Kyren Wilson admitted that playing a first tournament overseas for the tour for two years at the German Masters proved to be a bitter-sweet experience.The 30-year-old from Kettering won the event three years ago and this is the first time the tour has left the UK since the Covid pandemic broke out.
But the event at the Tempodrom in Berlin was the brainchild and legacy of former World Snooker director and Wilson’s ex-manager Brandon Parker who died in 2020.World No5 Wilson reached the second round on Wednesday with a 5-1 win over Jimmy Robertson – closing out the contest with impressive breaks of 94 and 117.
He said: “The last time actually I played here back in 2019 I won it and lifted the trophy, because I failed to qualify the year after, losing to Zhao Xintong - and then it was staged in the UK 12 months ago.
“So of course walking out there today that brought back a lot of very good memories from my win here, I felt that as soon as I walked in.But at the same time this for all the players is very much Brandon’s tournament, who is very sadly missed and walking into the building for me without him was strange.
“There is a dressing room in the players’ lounge where I remember him, me and my brother sitting and talking about things to work and focus on in the final three years ago.
“As I was putting on my bow tie today in that same room it almost brought a tear to my eye that he is not here, it really hit home. The event has him written all over it…loud, boisterous and extravagant. We are lucky to have a venue like this on the tour, and it is great for the tour though that we are back in Berlin.
“We are all so out of practice travelling abroad, it was strange getting back on to a plane – and also getting stuff out of a suitcase and reacquainting myself with an iron.For the last two years I have just had all my clothes in a suit carrier in the car, but this time I had to iron everything again in the hotel room. That felt weird!
“Things are a bit different here this year with all the Covid passes, you need this and you need that at the airport – but it wasn’t too bad and actually could have been more stressful.
“So for the players that weren’t as lucky as myself and had previously got away on holiday and experienced some of this, that was a relief for them.It is a sign of the changes in the world with Covid - even going into shops you have to prove you have been double vaccinated, as well as bars and restaurants.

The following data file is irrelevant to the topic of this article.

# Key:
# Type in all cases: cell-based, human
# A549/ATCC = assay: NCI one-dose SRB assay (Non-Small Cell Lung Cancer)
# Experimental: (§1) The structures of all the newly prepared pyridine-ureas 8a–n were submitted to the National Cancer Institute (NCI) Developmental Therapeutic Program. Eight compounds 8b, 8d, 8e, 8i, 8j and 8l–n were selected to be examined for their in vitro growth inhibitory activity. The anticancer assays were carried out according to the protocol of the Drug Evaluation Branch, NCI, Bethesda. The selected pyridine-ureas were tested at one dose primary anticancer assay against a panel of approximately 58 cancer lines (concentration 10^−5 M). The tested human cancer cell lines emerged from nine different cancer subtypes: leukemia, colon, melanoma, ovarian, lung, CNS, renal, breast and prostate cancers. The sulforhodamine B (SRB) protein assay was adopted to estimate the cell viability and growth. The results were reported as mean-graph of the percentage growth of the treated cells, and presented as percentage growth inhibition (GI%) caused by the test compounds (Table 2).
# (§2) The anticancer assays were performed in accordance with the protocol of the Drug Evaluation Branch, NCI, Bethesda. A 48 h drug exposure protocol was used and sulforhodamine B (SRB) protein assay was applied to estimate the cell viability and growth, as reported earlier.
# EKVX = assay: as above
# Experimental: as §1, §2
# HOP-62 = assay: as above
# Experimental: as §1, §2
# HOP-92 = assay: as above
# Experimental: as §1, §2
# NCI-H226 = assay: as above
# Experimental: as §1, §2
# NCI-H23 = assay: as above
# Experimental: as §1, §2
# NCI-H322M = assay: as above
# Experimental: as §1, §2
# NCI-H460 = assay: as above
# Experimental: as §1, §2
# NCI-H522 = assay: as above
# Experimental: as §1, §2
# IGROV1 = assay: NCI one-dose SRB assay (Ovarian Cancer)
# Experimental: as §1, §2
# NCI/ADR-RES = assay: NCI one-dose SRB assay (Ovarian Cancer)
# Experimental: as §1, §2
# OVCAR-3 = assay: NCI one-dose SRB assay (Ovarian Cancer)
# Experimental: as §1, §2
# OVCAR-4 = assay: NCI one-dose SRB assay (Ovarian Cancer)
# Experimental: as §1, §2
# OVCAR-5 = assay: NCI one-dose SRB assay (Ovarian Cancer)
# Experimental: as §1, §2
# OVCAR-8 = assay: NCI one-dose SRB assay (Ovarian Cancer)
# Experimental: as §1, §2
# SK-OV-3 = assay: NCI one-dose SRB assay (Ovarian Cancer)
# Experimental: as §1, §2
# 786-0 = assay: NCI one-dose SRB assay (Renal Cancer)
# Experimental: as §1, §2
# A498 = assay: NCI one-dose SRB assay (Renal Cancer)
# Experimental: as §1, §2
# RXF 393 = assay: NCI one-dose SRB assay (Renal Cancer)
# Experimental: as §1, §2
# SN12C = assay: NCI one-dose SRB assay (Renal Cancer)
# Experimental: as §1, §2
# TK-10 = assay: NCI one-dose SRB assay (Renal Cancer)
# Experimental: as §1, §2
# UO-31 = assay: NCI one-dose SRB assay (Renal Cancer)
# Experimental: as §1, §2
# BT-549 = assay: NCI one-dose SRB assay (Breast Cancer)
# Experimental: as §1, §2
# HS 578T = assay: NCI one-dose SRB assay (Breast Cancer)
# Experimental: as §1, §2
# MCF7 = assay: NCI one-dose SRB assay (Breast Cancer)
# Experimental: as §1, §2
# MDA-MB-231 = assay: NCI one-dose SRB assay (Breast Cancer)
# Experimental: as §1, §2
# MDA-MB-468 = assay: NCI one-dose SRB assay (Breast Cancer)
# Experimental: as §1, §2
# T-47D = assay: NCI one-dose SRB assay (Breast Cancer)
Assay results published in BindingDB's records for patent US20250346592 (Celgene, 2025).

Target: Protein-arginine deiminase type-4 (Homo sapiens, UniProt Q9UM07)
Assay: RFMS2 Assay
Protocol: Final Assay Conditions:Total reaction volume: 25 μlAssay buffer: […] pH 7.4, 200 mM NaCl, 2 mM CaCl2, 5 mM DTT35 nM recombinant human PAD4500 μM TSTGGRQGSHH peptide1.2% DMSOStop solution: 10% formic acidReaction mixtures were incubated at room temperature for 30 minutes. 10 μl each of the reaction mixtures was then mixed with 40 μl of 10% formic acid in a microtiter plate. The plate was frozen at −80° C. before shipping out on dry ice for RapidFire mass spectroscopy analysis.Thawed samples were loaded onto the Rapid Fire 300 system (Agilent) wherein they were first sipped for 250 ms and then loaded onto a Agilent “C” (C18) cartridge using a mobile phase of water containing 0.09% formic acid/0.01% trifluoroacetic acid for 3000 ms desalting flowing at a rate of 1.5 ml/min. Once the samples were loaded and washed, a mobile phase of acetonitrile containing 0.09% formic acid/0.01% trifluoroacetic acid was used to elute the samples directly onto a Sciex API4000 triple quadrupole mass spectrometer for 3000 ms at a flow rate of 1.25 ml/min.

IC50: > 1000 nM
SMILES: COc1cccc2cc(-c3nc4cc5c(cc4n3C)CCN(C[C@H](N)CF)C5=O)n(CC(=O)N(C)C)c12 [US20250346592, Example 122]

“In the match, at 3-1 at the interval I knew I could quite easily have been 2-2, and the odd mistake was creeping in. You need to settle here in the arena because it is a unique set-up.
“It is just very different with the way the tables are laid out. And in the interval I had a chat with my brother, and came out relaxed and focused and got the two big breaks to close out the match.”
Recent UK Championship winner Zhao Xintong was too strong for two-time champion Mark Williams – running out a 5-3 winner.The 24-year-old, who shot up to No9 in the rankings after his York success, made breaks of 64, 72, 89 and 70 to see off the 46-year-old Williams.
Zhao said: “I am really happy, Mark Williams is my favourite player and he played well today. The important frame was the seventh one at 3-3, because he was in first and had a good chance, and I was able to win it and go 4-3 up.
“Mark and Ronnie O’Sullivan were the players that inspired me as a young boy. And it was good to be out there on the main table in such a big arena. Hopefully we will also have some big tournaments back in China too later this year.”
Scotland’s Anthony McGill crashed out 5-2 to Zhou Yuelong, who at 24 is looking to become the latest youngster from China to win a major title.
World No14 McGill, 30, said: “My standard was pretty poor and he was much better, so it was a fair result. It would have been nice to go further as it is a nice arena, but it wasn’t to be.
“To be honest my game is rubbish right now and I need to put in a lot of work to try and be ready for the World Championship in a couple of months.”